DepEd conducts last-minute distribution of self-learning modules

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Metro Manila (CNN Philippines, October 3) — Two days before basic education classes start, the Department of Education is still distributing self-learning modules to students, after parents failed to pick them up in schools.

“Kung mayroon pa pong paghahanda na nangyayari ay iyan iyong last-minute distribution ng ating self-learning modules...Ngayon hanggang bukas, talagang kumikilos na ang kagawaran kasama ang ating partners sa pamahalaang lokal para masiguro na makarating ang self-learning modules na ito," Education Undersecretary Tonisito Umali said in a briefing

[Translation: If there are preparations being made for the new school year, that's the last-minute distribution of self-learning modules...From today until tomorrow, DepEd and its local government partners are working to ensure the distribution of the self-learning modules.]

Umali said parents are supposed to pick up the learning materials and return activity sheets in schools every one or two weeks. DepEd earlier said some public school students would have to share materials as funds for the provision of modules were cut under the proposed 2021 national budget.

A teachers’ group insists the government should increase the budget of the department to provide all learners with their own modules amid the coronavirus threat.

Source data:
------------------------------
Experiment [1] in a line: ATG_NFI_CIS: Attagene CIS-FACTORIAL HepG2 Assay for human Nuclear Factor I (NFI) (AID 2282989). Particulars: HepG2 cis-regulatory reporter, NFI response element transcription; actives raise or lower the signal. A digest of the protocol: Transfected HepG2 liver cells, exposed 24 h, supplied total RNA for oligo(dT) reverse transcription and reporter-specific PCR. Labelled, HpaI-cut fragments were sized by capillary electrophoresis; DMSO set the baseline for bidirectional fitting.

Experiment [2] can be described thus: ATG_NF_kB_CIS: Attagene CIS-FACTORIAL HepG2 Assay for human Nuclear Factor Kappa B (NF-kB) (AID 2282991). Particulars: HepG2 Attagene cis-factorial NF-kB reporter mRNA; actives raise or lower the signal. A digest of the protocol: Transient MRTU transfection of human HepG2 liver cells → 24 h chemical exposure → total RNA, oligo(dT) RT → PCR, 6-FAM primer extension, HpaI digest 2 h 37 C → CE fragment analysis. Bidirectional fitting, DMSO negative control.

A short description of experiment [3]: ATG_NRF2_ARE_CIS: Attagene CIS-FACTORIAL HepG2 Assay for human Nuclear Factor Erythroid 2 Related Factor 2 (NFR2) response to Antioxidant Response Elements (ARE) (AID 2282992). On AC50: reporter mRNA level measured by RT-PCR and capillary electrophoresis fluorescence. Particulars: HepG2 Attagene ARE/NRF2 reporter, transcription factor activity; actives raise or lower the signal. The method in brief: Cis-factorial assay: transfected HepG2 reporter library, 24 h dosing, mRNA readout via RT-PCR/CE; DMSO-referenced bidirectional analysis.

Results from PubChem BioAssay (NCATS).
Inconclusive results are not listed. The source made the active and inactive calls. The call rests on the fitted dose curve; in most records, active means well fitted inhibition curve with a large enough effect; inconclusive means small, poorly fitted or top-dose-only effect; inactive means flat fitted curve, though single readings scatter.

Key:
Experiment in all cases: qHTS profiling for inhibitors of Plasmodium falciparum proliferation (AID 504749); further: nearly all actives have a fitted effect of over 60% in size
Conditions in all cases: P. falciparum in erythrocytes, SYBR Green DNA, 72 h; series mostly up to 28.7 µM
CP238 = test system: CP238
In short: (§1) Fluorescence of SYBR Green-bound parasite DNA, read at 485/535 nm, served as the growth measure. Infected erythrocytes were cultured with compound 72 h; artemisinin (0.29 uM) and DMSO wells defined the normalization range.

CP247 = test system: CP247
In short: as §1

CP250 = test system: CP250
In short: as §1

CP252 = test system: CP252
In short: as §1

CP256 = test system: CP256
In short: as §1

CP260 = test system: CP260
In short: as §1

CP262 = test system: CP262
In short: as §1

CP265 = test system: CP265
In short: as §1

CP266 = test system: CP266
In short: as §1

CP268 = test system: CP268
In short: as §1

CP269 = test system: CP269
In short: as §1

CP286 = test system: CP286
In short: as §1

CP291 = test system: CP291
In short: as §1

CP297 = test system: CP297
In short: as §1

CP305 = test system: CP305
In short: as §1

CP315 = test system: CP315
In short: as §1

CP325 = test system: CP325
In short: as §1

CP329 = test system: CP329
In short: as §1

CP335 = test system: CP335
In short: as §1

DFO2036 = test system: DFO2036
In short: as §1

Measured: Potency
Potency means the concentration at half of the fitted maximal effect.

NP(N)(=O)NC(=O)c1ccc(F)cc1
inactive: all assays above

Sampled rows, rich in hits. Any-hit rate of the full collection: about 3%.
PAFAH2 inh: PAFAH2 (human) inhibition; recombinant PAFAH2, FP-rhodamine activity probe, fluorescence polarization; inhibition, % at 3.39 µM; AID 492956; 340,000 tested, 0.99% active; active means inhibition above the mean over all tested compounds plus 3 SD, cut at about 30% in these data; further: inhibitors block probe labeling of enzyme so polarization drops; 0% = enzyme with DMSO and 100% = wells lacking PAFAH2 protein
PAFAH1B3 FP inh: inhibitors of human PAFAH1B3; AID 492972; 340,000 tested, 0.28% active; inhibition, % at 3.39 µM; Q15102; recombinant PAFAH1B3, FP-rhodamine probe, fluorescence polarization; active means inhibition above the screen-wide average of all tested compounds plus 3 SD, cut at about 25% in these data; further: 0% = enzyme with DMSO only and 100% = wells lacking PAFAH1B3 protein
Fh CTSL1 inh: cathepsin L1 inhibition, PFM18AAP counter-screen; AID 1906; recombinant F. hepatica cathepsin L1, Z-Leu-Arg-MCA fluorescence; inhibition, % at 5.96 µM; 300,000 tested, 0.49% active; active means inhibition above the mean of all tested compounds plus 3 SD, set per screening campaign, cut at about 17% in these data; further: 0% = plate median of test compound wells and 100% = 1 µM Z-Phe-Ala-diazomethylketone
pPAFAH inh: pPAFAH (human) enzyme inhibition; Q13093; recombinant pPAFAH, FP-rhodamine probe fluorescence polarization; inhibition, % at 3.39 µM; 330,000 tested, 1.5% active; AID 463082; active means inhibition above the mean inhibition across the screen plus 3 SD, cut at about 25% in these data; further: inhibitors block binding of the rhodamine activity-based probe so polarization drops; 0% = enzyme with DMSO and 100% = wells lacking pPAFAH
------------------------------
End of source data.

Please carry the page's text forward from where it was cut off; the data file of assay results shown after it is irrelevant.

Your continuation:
“Dapat magkaroon ng sapat na allocation sa education natin para magkaroon ng sapat na bilang ng modules,” Alliance of Concerned Teachers (ACT) Secretary-General Raymond Basilio said in a briefing.

[Translation: There should be enough allocation for education so that there will be enough modules.]

ACT noted that some teachers in Cebu are struggling to reproduce the self-learning modules due to lack of materials.

Umali said 80 percent of the modules have been distributed to students as of the third week of September.

More than 24 million basic education students have so far enrolled for the school year 2020 to 2021. Most of them, or 22.5 million, are registered in public schools.

Due to the lack of gadgets or access to the internet, most of the students preferred printed modules as their alternative learning delivery mode.